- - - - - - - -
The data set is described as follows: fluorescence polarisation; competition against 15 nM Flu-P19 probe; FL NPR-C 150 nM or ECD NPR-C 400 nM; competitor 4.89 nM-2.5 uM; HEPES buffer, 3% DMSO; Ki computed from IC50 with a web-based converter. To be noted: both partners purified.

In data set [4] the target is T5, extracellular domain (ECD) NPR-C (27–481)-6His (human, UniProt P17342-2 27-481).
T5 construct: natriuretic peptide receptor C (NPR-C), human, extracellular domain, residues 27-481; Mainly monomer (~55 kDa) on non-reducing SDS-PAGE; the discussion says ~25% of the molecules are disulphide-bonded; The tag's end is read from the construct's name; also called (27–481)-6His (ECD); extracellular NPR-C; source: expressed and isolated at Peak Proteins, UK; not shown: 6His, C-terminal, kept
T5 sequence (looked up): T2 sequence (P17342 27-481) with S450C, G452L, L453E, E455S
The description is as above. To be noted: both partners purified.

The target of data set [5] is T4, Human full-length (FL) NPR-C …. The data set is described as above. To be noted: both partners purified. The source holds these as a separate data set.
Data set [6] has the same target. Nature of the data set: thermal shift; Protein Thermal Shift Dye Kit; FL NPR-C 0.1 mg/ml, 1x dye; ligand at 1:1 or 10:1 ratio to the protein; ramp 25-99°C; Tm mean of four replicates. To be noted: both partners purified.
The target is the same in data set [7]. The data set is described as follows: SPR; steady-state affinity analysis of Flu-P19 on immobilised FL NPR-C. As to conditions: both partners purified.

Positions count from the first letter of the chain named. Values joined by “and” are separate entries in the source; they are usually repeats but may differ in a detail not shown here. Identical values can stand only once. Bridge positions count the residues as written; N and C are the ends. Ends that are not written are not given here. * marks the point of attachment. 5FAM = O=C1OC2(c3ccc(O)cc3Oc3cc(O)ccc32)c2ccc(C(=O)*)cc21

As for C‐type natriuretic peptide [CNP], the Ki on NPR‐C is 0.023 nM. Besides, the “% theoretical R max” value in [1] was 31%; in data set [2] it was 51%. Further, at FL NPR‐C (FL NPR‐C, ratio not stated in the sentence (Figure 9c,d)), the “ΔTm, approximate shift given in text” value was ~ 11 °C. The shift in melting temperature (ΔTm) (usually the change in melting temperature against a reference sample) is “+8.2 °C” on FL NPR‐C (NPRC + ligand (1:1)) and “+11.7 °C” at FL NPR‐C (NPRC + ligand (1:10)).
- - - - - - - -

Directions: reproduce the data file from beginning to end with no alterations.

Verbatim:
The data set is described as follows: fluorescence polarisation; competition against 15 nM Flu-P19 probe; FL NPR-C 150 nM or ECD NPR-C 400 nM; competitor 4.89 nM-2.5 uM; HEPES buffer, 3% DMSO; Ki computed from IC50 with a web-based converter. To be noted: both partners purified.

In data set [4] the target is T5, extracellular domain (ECD) NPR-C (27–481)-6His (human, UniProt P17342-2 27-481).
T5 construct: natriuretic peptide receptor C (NPR-C), human, extracellular domain, residues 27-481; Mainly monomer (~55 kDa) on non-reducing SDS-PAGE; the discussion says ~25% of the molecules are disulphide-bonded; The tag's end is read from the construct's name; also called (27–481)-6His (ECD); extracellular NPR-C; source: expressed and isolated at Peak Proteins, UK; not shown: 6His, C-terminal, kept
T5 sequence (looked up): T2 sequence (P17342 27-481) with S450C, G452L, L453E, E455S
The description is as above. To be noted: both partners purified.

The target of data set [5] is T4, Human full-length (FL) NPR-C …. The data set is described as above. To be noted: both partners purified. The source holds these as a separate data set.
Data set [6] has the same target. Nature of the data set: thermal shift; Protein Thermal Shift Dye Kit; FL NPR-C 0.1 mg/ml, 1x dye; ligand at 1:1 or 10:1 ratio to the protein; ramp 25-99°C; Tm mean of four replicates. To be noted: both partners purified.
The target is the same in data set [7]. The data set is described as follows: SPR; steady-state affinity analysis of Flu-P19 on immobilised FL NPR-C. As to conditions: both partners purified.

Positions count from the first letter of the chain named. Values joined by “and” are separate entries in the source; they are usually repeats but may differ in a detail not shown here. Identical values can stand only once. Bridge positions count the residues as written; N and C are the ends. Ends that are not written are not given here. * marks the point of attachment. 5FAM = O=C1OC2(c3ccc(O)cc3Oc3cc(O)ccc32)c2ccc(C(=O)*)cc21

As for C‐type natriuretic peptide [CNP], the Ki on NPR‐C is 0.023 nM. Besides, the “% theoretical R max” value in [1] was 31%; in data set [2] it was 51%. Further, at FL NPR‐C (FL NPR‐C, ratio not stated in the sentence (Figure 9c,d)), the “ΔTm, approximate shift given in text” value was ~ 11 °C. The shift in melting temperature (ΔTm) (usually the change in melting temperature against a reference sample) is “+8.2 °C” on FL NPR‐C (NPRC + ligand (1:1)) and “+11.7 °C” at FL NPR‐C (NPRC + ligand (1:10)).